18. September 2013

Draft Statement to be delivered by Minister Martins, South African Minister of Energy at the side event for the Renovation of the Nuclear Application Laboratories in Seibersdorf


Your Excellencies, Distinguished Delegates, Ladies and Gentlemen,

I am very pleased to have been invited to participate in this side event for the renovation of the Nuclear Application Laboratories in Seibersdorf, known as ReNuAL. At the outset, I would like to congratulate the Agency and express my appreciation to the staff of the nuclear application laboratories fortheir sustained efforts in supporting Member States to meet the technical and scientific requirements in fields as diverse as agriculture and radiation medicine.

In addition, these are the only laboratories that adapt nuclear technologies that are developed in industrialized nations for field use in developing countries. These nuclear related and complementary technologies contribute significantly to food security and safety; human and animal health; water management and environmental protection; and help to improve the living standards of people around the world. Particularly in Africa, we have benefited most from these technologies contributing to animal disease control, animal production and health.

Distinguished Delegates,

Transboundary animal diseases constitute one of the greatest constraints to socio-economic development in Africa. These diseases affect the health of livestock and often humans, severely limiting sustainable rural development, which is a priority for Africa. The Tsetse flies, and the disease they cause, destroy livestock. As a result small farmers are unable to engage in productive farming,and this also affects their capacity to take their goods to the market. Other diseases such as tick borne fever, Avian Infuenza and Newcastle disease could have similar devastating consequences if not detected and treated at an early stage.

South Africa’s involvement with the Animal Production and Health Laboratory dates back to its beginning in the mid-nineties when these laboratories started developing, testing, and validating various nuclear testsfor the determination of reproductive hormones, which allowed veterinarians, farmers and livestock professionals to improve the quality of artificial insemination services and hence the fertility in ruminant livestock. As a result the quality and quantity of meat have increased. Soon after that, the disease diagnosis component was incorporated as one of the major activities of the Animal Laboratory where several diseases caused by parasites, bacteria and viruses were taken on board and suitable diagnostic techniques were developed or adapted, almost all based on the nuclear and nuclear related test platform known as ELISA.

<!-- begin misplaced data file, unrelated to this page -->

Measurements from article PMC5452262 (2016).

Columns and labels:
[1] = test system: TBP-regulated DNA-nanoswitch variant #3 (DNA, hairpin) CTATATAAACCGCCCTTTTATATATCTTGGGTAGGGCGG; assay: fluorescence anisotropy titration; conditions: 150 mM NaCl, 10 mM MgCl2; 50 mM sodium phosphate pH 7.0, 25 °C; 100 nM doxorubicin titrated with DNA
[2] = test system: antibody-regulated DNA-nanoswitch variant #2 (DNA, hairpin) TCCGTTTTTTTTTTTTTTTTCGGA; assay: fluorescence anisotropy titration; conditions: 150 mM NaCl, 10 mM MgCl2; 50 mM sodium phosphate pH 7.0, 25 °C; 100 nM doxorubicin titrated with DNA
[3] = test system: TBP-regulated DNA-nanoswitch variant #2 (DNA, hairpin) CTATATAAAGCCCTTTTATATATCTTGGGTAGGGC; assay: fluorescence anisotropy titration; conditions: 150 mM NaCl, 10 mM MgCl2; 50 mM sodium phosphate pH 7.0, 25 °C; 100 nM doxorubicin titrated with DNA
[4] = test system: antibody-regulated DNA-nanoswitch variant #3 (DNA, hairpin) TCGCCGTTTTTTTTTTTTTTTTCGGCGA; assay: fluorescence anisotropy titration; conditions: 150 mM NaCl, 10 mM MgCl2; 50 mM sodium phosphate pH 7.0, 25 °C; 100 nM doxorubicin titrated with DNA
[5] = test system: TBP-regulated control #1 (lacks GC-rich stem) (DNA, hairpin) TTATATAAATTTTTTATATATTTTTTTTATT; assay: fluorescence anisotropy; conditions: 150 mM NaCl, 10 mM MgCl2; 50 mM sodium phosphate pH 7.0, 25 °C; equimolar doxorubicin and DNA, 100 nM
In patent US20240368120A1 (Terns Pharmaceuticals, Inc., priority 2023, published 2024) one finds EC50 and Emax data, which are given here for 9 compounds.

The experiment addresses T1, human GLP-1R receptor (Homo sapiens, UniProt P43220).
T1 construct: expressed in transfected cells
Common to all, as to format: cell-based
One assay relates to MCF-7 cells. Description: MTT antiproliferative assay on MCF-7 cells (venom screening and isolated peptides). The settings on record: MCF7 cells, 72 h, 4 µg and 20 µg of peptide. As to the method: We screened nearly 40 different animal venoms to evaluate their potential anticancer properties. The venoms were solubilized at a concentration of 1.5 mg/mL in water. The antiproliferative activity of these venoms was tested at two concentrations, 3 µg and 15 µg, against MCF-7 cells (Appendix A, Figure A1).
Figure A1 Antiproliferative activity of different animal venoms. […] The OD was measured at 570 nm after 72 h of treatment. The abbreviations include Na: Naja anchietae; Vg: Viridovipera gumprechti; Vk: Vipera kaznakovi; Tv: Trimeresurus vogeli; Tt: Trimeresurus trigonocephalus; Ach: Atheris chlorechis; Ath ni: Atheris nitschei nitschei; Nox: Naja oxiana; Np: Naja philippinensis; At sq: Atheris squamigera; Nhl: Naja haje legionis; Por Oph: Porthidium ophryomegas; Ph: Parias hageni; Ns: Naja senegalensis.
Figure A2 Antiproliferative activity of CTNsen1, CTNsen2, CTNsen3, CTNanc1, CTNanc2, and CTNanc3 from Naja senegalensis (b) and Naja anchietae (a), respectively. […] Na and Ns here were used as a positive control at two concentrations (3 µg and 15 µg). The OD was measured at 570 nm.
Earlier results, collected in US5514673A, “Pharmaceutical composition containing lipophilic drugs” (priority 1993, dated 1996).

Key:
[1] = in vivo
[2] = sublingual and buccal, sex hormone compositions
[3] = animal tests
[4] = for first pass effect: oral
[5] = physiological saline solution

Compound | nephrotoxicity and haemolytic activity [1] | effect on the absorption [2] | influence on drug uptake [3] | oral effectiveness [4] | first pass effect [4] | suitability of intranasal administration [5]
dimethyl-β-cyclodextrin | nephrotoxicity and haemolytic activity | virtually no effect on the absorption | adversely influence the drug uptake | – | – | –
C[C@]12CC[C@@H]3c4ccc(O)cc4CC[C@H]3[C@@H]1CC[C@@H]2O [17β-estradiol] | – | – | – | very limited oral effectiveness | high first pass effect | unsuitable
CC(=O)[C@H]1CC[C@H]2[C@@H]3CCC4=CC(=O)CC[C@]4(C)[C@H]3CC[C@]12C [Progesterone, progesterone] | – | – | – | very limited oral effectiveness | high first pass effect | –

The dissemination of the ELISA technology significantly shifted the focus from detection of disease from single animals to herds, which was facilitated by the development of ready-to-use reagents and easier interpretation of results.

The ELISA tests were distributed in the format of a kit, which enabled our veterinarians, for the very first time, to run these, the first standardised tests, in their local laboratories instead of sending them to reference laboratories to be tested. Diseases like rinderpest, foot-and-mouth disease (FMD), Rift Valley fever, Newcastle disease, Trypanosomosis, and tick-borne diseases were some of the targeted diseases that were – and many still are – causing serious threats to livestock in the whole of the Sub-Saharan African region.

Distinguished Delegates,

Many of you, I am sure, were present at the IAEA in 2011 when the Declaration of Global Freedom from Rinderpest was celebrated – a momentous celebration and relief in knowing that Rinderpest, also known as cattle plague, was eradicated. Rinderpest was the most dreaded of all animal diseases, having caused substantial loss of livestock and wildlife in three continents and many famines over the past three centuries. The instrumental role of the IAEA laboratories in Seibersdorf was highlighted in this eradication campaign, through the introduction and expansion of diagnostic capabilities in developing countries. The eradication of Rinderpest will translate into savings in terms of meat purchases/imports and loss of livestock of up to 1 billion US$ per year.

ELISA and related serological techniques have been partly surpassed by molecular techniques in livestock research and disease diagnosis, which means that the composition of the gene is now included in the anti-body profile, making diagnosis more targeted and specific.

Again the Agency Laboratories, in their continuous endeavour for the betterment of animal health in sub-Saharan Africa and other regions, have taken the lead on these techniques, transforming and re-adapting, to the extent possible, its facilities at Seibersdorf to provide new diagnostic tools to national veterinary diagnostic laboratories. The current major research topics are all of crucial importance to both developed and developing countries worldwide.